Making of 9/11, 2013. Original photo by Sean Adair, 2001.Cortis & Sonderegger
Making of 9/11, 2013. Original photo by Sean Adair, 2001.
Cortis & Sonderegger
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See World Famous Photographs Recreated in a Studio

Feb 04, 2015

Variously described as "a sludgy image of the grey Rhine under grey skies" and as "vibrant, beautiful and memorable," Andreas Gursky's Rhein II was once the most expensive photograph ever sold, until it was surpassed in 2014. Auctioned off for $4.3 million in 2011, it was an image that quickly entered into the public lexicon and was one that often divided public opinion.

It is images such as this one that Switzerland-based artists Jojakim Cortis and Adrian Sonderegger have painstakingly been recreating in their own studios -- with store-bought models and some in-house DIY. Their photographs are playful, mocking even. And while we might laugh at a black cardboard Loch Ness Monster raising its head above plastic wrap water, seeing a facsimile of a burning World Trade Center, with pen-etched windows and cotton-wool smoke, is certainly jarring.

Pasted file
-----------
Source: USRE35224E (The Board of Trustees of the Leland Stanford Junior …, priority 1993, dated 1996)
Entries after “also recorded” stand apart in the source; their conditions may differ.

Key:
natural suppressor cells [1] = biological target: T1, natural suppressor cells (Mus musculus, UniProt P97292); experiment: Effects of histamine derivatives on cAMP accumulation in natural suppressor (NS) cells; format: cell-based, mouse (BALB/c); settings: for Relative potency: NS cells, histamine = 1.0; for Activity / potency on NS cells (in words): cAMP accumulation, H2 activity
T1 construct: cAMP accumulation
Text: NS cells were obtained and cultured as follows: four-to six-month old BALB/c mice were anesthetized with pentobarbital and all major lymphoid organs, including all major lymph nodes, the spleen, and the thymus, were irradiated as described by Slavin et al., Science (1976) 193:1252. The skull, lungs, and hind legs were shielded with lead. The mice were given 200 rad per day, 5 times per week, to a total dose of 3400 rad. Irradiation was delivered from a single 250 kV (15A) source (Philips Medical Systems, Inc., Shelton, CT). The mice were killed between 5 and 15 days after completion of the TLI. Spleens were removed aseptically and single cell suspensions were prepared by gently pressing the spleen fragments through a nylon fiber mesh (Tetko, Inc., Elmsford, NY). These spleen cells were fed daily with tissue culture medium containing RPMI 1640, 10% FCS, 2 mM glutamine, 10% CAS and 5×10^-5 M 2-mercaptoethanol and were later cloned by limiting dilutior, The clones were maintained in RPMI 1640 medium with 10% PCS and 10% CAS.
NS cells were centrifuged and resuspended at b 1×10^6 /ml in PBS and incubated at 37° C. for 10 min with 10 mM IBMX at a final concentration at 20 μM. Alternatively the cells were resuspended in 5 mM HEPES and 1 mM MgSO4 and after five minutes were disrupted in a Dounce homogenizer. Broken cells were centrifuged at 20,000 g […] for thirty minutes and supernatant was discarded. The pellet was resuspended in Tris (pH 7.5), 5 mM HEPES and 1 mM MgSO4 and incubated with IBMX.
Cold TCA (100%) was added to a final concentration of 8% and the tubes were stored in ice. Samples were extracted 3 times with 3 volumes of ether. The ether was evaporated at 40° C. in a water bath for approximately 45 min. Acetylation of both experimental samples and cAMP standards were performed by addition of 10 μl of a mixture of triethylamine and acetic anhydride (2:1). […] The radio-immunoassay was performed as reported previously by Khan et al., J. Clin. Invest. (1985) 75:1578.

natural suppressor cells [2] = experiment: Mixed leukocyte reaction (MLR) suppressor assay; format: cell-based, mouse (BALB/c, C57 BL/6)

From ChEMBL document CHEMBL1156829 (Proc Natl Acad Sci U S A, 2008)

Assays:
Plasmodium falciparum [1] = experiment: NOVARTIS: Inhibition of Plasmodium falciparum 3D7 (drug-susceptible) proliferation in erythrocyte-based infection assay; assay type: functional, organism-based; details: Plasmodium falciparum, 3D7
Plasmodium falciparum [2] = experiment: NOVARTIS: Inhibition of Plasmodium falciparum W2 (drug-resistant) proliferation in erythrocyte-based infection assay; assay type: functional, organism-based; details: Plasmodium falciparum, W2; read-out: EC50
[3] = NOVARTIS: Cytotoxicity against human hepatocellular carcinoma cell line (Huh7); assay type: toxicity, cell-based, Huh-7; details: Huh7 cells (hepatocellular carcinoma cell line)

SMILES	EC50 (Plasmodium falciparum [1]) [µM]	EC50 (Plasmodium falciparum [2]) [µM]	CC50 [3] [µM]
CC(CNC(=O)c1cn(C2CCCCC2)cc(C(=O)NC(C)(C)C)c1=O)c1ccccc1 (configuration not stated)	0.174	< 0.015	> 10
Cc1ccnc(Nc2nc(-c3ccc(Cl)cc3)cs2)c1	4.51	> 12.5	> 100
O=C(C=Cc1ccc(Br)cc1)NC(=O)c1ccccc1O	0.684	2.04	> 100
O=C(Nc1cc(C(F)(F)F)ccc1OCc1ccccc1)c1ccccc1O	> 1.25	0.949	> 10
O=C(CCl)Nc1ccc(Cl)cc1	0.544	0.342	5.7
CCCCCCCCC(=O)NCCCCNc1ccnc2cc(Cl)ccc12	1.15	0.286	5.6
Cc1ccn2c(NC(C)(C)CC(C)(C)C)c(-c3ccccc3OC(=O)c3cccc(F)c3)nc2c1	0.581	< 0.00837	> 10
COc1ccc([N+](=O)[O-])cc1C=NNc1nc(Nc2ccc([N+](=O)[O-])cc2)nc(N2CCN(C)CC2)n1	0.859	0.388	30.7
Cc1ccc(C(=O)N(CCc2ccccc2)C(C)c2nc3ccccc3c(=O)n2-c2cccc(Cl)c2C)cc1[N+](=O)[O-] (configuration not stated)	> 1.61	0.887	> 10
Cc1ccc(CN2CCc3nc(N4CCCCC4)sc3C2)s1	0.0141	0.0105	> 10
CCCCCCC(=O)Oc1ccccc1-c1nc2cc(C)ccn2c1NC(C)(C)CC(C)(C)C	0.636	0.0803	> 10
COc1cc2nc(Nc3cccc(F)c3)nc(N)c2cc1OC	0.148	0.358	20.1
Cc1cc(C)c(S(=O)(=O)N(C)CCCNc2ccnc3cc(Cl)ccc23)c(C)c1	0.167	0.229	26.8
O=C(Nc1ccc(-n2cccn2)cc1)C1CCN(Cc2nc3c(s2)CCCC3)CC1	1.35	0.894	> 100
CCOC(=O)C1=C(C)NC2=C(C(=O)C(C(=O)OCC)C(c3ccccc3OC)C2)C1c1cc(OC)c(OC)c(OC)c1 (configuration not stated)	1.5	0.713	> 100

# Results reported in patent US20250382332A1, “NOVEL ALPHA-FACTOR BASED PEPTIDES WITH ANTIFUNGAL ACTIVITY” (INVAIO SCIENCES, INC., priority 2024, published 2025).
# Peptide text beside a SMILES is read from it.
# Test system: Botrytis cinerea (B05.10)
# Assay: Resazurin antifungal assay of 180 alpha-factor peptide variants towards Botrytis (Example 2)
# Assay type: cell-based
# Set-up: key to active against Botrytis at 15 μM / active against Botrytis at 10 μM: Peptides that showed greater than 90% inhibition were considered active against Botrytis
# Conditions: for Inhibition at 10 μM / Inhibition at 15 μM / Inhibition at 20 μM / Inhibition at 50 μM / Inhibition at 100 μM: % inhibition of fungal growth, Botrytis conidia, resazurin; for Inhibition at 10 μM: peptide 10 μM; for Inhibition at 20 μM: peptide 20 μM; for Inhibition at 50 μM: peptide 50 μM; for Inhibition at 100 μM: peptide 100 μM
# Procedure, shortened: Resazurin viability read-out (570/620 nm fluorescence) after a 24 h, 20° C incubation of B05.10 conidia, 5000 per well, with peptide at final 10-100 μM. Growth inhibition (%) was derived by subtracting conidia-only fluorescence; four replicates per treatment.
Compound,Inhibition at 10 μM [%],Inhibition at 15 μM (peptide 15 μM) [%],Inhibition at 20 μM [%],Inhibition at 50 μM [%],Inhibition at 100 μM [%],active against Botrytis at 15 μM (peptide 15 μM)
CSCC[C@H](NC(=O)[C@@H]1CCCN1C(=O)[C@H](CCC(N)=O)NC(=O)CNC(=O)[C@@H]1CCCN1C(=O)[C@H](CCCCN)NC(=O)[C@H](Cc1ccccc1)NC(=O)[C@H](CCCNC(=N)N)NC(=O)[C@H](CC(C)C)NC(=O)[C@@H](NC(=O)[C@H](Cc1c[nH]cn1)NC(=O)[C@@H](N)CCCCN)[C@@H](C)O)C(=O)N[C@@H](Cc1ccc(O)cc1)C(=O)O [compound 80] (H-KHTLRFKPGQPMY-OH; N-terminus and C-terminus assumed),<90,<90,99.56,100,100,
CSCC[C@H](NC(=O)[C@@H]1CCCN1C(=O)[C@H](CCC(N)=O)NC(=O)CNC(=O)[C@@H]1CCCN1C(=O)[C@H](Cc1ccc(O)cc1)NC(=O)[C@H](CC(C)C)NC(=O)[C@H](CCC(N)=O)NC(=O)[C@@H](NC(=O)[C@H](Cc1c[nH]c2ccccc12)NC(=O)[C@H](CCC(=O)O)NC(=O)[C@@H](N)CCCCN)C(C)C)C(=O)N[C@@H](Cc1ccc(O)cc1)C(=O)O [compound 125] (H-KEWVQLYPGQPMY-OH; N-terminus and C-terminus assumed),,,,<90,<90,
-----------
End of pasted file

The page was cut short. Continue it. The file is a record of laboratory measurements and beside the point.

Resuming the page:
What is most striking, though, is how accurately they have recreated the originals. Their burning Hindenberg is as terrifying as the one in Sam Shere's iconic 1937 image, and their recreation of Ludwig Wegmann's shot of a hooded kidnapper during the 1972 Munich Massacre is equally chilling. But this very realism is framed by evidence that these are photographs of miniature models: we see rigs, overhead lighting and even rolls of masking tape on the floor. It is a move that seems to draw attention to the very artificiality of the pieces, reminding us that these are merely objects. Just like the original photographs.

Jojakim Cortis and Adrian Sonderegger are artists based in Switzerland

Richard Conway is reporter/producer for TIME LightBox

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